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Peugeot plots sales growth

Welcome addition: The just-launched 2008 crossover will help bolster Peugeot's dwindling local sales.

Diversifying is key for return to sales growth, says local Peugeot chief

11 Oct 2013

PEUGEOT is looking at turning sales around in Australia in a steady and sustainable manner after six straight years of dramatic decline, on the back of important new models in key growth segments, as well as an increase in marketing spend and customer care.

Speaking to GoAuto at the launch of the 2008 in Canberra this month, Sime Darby Group Distribution general manager John Startari said that the release of the sub-compact SUV, as well as the upcoming all-new 308 small car in the second half of next year, will help broaden Peugeot’s appeal considerably over the next 12 months.

He also added that all the necessary groundwork started by his predecessor, Bill Gillespie, has now been put in place with the full support of PSA Peugeot Citroen in France.

“It’s no secret that we need to grow, but it needs to be sustainable growth – not quick wins for short-term gains,” Mr Startari said.

“We are setting up a platform that enables us to continue that growth in the foreseeable future, with a non-reliance on single models. It’s a matter of diversifying in the segments that we are competing in so we can continue our growth without being (venerable as) a one-car company.

“With the 2008, given it’s a new segment, we’re estimating on taking about 10 per cent share of a segment that should do about 500 units per month, so that’s about 50 units per months.”

Right now Peugeot volume is almost six per cent down this year despite a strong start from the Mitsubishi ASX-based 4008 compact SUV (currently the company’s best-seller), due mainly to the weak performance of the nearly six-year old first-generation 308, which is suffering a 40 per cent drop in sales.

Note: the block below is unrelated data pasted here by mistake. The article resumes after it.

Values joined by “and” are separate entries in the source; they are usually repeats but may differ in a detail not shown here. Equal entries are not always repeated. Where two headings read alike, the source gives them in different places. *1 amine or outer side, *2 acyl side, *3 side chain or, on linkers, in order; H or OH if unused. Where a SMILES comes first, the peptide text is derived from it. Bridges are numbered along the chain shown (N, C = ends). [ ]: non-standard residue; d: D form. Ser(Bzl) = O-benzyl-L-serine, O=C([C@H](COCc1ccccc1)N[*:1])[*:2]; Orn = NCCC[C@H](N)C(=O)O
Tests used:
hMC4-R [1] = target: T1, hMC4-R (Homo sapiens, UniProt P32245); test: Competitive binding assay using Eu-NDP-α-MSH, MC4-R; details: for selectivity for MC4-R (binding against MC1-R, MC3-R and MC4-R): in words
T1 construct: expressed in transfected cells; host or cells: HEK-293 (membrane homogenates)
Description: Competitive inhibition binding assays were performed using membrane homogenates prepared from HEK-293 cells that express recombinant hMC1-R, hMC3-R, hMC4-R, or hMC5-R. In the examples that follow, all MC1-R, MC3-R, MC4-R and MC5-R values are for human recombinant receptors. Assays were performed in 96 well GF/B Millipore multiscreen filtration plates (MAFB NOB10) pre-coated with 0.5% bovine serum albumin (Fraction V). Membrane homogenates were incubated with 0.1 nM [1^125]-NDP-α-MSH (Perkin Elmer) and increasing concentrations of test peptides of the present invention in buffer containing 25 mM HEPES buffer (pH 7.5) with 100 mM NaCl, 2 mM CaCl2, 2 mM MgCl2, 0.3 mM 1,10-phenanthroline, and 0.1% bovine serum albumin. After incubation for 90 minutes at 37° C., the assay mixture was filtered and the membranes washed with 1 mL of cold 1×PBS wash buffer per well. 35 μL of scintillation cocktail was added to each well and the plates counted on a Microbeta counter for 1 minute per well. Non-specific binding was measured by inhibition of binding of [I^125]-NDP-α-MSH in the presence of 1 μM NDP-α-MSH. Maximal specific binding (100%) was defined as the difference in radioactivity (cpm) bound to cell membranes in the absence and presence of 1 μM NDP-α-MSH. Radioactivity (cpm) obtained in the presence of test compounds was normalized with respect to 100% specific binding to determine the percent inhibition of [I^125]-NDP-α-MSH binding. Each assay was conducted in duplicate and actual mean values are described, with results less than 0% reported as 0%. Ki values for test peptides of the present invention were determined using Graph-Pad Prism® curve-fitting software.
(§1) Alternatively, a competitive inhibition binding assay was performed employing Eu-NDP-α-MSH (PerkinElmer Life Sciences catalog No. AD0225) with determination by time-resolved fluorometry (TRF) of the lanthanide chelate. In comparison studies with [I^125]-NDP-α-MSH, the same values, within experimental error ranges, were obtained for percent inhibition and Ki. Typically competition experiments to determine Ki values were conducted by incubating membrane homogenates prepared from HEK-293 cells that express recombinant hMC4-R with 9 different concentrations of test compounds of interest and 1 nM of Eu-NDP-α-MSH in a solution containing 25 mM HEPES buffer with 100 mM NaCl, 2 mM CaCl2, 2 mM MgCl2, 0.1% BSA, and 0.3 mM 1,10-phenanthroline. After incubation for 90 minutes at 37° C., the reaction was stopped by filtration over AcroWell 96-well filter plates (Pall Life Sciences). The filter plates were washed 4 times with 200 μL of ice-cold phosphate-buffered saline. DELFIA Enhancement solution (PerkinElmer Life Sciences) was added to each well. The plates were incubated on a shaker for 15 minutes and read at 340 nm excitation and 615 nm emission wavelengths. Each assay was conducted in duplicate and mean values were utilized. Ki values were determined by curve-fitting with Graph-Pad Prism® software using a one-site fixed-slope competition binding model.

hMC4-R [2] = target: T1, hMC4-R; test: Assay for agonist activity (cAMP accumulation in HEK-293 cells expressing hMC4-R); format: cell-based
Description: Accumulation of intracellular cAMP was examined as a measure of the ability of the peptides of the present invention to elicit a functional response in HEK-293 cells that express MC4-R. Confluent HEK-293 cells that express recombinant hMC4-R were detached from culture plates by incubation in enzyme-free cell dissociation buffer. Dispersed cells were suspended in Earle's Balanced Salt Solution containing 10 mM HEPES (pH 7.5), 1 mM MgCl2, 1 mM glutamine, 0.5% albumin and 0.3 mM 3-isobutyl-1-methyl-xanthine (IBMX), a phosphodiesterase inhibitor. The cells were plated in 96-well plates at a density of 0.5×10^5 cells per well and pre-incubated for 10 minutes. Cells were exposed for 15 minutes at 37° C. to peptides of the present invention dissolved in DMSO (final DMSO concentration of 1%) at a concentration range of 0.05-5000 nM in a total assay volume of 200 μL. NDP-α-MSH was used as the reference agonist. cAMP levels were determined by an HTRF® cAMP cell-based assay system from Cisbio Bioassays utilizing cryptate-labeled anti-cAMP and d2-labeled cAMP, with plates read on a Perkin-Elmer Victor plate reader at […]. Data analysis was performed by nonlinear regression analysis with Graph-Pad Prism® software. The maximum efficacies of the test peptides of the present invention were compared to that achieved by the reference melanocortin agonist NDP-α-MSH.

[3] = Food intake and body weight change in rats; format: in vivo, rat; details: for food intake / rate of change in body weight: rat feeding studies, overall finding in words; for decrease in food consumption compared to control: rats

Sales of the two-year old 508 medium sized sedan and wagon are also off the pace by the same amount.

As a result, with year-to-date sales so far tracking at 3693 units, it is unlikely that the 5000 sales barrier will be broken this year – a far cry from the 8807 high recorded in 2007, and the lowest since 2001’s economically depressed 3452 units.

“Our forecasts show we will be down 120 units this year,” Mr Startari admitted.

“But next year with the new 308 in the back half of the year, we believe we will start to build again with what Bill has put in place with the products that we will have, and that will yield steady growth in the foreseeable future.

“Our plans are to significantly increase our above-the-line marketing expenditure, and we are in discussion with PSA to finalise our plans for 2014, and you will see greater exposure of Peugeot vehicles in the public domain.”

Besides the 2008 and 308 Mk2, a raft of new drivetrain technologies will come on stream from the end of 2015, including the next-generation automatic transmissions co-developed with General Motors.

They are expected to address key criticisms surrounding the lack of a suitable auto in models like the 208, 2008, and 508, to put Peugeot on an equal footing with other manufacturers such as Volkswagen, Renault, and Ford.

New GM-shared turbocharged three and four cylinder engines – some with hybrid technology – are also in the pipeline in the latter half of the decade.

Additionally, Peugeot will open two more dealers in Australia over the next 12 months, to bring the total to 40, to better improve accessibility and customer care, backed up by its five-year capped-price servicing scheme.

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